2013 was a good year for conventions. Eastercon was in Bradford, almost local for me, and there was an excellent week in October that started out with Bristolcon, then headed south and east to Brighton for World Fantasy. To cut costs we stayed at a camp site about three miles along the prom. It rained, it was windy, we got wet. But it was wonderful. I met a lot of people I already knew online but hadn't met in person before. They know me, now, as some rugged, dishevelled, wild-man from the north. 

So what about 2014?

Two stories are already in the can. The Abolitionist will appear in issue 8 of the Kindle magazine, Kzine, soon this month. It's a mixed genre story that has found a good home in a magazine that offers stories of diverse styles, and avoids any genre categorisation, allowing the reader to make up their own mind as to what kind of story it is. I'm yet to decide what genre this particular story falls into.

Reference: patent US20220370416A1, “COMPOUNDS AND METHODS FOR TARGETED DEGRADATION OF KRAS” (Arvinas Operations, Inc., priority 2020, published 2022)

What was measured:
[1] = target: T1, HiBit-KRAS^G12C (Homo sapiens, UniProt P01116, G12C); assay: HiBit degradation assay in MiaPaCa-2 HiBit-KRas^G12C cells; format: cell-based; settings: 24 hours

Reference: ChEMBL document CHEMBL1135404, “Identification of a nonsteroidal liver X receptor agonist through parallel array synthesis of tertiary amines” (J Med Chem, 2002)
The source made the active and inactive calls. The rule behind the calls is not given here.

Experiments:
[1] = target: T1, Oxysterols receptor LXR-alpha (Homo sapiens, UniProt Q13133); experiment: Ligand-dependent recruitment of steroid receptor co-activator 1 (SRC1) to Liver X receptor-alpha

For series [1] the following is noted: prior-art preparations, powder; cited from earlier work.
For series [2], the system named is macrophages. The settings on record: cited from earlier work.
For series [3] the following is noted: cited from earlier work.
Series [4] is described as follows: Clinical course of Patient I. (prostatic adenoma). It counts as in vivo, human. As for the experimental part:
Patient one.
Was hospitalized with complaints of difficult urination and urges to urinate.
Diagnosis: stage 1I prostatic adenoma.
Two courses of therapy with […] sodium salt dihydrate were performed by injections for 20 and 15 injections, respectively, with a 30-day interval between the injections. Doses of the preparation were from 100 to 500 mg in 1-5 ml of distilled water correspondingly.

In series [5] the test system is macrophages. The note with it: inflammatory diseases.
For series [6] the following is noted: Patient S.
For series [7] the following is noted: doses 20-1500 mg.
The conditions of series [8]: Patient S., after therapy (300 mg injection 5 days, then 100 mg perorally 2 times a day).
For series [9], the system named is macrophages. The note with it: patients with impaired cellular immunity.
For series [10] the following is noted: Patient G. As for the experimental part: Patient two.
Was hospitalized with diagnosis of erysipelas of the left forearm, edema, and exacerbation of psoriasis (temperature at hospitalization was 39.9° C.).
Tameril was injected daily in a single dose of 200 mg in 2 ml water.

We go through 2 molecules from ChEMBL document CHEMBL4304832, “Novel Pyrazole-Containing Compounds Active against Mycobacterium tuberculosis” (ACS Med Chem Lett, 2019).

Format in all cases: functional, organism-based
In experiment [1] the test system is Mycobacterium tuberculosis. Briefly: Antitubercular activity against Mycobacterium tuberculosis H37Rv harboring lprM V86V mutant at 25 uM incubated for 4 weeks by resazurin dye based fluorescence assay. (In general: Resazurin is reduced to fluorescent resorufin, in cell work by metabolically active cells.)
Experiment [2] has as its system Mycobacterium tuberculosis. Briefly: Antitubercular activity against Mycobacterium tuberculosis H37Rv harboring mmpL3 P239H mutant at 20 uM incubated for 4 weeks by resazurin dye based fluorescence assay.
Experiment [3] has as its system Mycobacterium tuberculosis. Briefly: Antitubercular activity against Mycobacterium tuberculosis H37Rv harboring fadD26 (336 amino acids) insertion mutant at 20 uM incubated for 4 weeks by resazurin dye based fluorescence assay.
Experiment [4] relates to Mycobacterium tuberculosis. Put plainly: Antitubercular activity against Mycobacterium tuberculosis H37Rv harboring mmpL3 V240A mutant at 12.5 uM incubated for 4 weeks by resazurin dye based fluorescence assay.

In May I have another double venue, when my spoof fantasy, Bring Me My Broadsword and My Spreadsheets of Fire is set to appear in both the e-zine, Sourcerous Signals, and in the print anthology, Mystic Signals.

Then there's Loncon3, my first Worldcon, and it's in London. I won't be camping out for this one, I promise. I have a reputation to bury.

And that's all. Except that 2014 might also see Elton D Philpotts: Deep Space Accountant hit the Kindle shop. This will be the first in a series of Sphere of Influence novels. Watch this space.